How to Prepare for Test Day
Remember to bring the following with you on Saturday morning:
- Registration slip (print off of SAT/ACT website)
- Directions to test center
- Calculator (extra batteries if you think you’ll need them)
- Approved calculators
- four-function calculator
- scientific calculator
- graphing calculator
- Approved calculators
- Stopwatch for your desk—digital with NO BEEPING—stopwatch is not mandatory, but useful instead of having to look up at the clock or rely on the proctor to tell you the time left. My students have always told me they wished they had a stopwatch on test day.
- Two sharpened No. 2 pencils with erasers
- Student ID
- Food—something nutritious & easy to eat—a banana or energy bar is usually best
- Drink—water/Gatorade/flavored water
- Social security number (optional)
- Email address (optional)
Nutrition and Hydration
Nutrition is an important factor that can impact performance on test day for the SAT or ACT. Eating a healthy and balanced meal can help provide the necessary nutrients and energy for optimal brain function and concentration during the exam.
Consuming foods that are high in complex carbohydrates, such as whole grains, fruits, and vegetables, can provide sustained energy and help prevent a mid-test crash. Additionally, consuming protein-rich foods like eggs, yogurt, or nuts can help provide long-lasting energy and keep you feeling full.
It’s also important to stay hydrated by drinking water throughout the day leading up to the exam. Dehydration can lead to fatigue and difficulty concentrating, which can impact your test performance.
On the other hand, consuming foods that are high in sugar or unhealthy fats, such as fast food or candy, can cause a spike in blood sugar followed by a crash, which can negatively impact concentration and focus during the test.
Sleep and Test Performance
Getting enough sleep before taking a test like the SAT or ACT is crucial for optimal performance. Sleep plays a critical role in memory consolidation, learning, and cognitive function, which are all important factors for performing well on these exams.
When you sleep, your brain consolidates and strengthens new memories, allowing you to better recall information that you learned the previous day. Lack of sleep can impair these processes and lead to difficulty retaining and recalling information.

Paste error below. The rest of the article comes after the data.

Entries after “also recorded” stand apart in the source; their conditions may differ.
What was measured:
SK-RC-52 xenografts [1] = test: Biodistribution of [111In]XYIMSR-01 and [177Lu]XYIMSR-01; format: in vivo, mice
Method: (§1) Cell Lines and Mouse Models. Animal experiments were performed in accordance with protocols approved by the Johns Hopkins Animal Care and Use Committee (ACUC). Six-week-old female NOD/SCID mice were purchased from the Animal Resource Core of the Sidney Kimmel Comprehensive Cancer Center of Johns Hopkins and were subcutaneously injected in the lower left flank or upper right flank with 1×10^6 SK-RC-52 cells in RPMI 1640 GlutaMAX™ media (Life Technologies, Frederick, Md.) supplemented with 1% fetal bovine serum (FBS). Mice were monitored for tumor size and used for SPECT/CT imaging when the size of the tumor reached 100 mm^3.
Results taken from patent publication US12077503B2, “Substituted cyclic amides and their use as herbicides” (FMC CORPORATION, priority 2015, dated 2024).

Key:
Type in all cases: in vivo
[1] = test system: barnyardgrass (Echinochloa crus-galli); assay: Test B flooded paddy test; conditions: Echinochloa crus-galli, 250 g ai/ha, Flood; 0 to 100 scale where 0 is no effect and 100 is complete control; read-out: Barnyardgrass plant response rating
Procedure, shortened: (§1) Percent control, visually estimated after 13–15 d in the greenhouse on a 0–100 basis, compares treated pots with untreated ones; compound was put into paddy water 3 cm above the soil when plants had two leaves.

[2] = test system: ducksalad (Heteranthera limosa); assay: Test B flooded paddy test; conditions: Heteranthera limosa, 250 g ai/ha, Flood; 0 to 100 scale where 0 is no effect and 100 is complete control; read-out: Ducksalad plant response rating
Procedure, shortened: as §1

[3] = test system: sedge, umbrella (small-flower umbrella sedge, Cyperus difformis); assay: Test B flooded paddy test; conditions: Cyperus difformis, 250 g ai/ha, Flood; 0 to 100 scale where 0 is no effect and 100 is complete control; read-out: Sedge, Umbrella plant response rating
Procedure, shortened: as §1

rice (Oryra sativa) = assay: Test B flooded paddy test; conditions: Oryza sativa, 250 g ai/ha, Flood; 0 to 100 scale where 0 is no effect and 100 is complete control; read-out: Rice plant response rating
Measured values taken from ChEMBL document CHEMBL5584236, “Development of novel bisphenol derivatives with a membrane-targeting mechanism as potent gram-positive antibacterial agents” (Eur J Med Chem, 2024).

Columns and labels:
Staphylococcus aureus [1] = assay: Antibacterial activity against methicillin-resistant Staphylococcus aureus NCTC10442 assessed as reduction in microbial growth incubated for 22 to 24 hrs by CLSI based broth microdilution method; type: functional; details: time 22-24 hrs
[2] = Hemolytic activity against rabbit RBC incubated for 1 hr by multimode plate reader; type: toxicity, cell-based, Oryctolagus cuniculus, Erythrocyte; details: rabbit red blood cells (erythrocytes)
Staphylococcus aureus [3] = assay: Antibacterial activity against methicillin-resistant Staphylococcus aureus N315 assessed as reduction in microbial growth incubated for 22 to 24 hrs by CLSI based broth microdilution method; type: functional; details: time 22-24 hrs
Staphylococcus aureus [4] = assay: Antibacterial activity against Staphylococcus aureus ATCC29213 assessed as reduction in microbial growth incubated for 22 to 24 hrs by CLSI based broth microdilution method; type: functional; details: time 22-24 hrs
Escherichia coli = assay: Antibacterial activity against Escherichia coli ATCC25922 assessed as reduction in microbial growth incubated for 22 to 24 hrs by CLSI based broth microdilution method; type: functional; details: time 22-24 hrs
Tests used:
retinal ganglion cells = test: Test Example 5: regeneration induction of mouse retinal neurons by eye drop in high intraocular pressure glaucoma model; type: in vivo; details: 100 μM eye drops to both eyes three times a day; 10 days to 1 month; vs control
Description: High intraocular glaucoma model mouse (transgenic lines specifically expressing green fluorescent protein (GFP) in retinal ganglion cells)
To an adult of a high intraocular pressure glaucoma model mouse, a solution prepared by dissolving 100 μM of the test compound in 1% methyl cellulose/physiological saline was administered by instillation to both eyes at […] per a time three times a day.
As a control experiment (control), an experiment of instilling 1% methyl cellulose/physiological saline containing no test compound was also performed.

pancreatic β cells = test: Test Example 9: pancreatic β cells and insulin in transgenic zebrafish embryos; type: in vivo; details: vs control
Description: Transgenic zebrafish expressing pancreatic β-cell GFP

Moreover, sleep deprivation can affect cognitive functions such as attention, alertness, and reaction time, all of which are essential for performing well on a standardized test. When you’re sleep-deprived, you’re more likely to make careless mistakes, have difficulty concentrating, and experience mental fog, all of which can negatively impact your test performance.
Research suggests that adults should aim for 7-9 hours of sleep per night, and teenagers require even more. In the days leading up to the test, it’s essential to prioritize getting enough sleep by establishing a regular sleep schedule, avoiding stimulants like caffeine or electronics before bed, and creating a relaxing bedtime routine.
Create a Good Sleep Routine
Creating a good sleep pattern takes time and effort, but it is essential for overall health and wellbeing, as well as for optimal test performance. Here are some tips on how to create a good sleep pattern:
- Establish a regular sleep schedule: Try to go to bed and wake up at the same time every day, even on weekends. This helps regulate your body’s internal clock and improves the quality of your sleep.
- Create a relaxing bedtime routine: Develop a calming routine that helps you wind down before bed. This could include taking a warm bath, reading a book, or practicing relaxation techniques like deep breathing or meditation.
- Create a sleep-conducive environment: Make sure your bedroom is quiet, dark, and cool, and that your bed is comfortable and supportive.
- Limit exposure to electronics before bed: The blue light emitted by electronic devices can interfere with your sleep. Try to avoid using electronic devices for at least an hour before bed.
- Avoid caffeine and alcohol before bed: Both caffeine and alcohol can disrupt your sleep, so it’s best to avoid them in the hours leading up to bedtime.
When it comes to test day, it’s best to start preparing your sleep pattern at least a week or two in advance. This gives your body enough time to adjust to your new sleep schedule and ensures that you’re well-rested and alert on test day.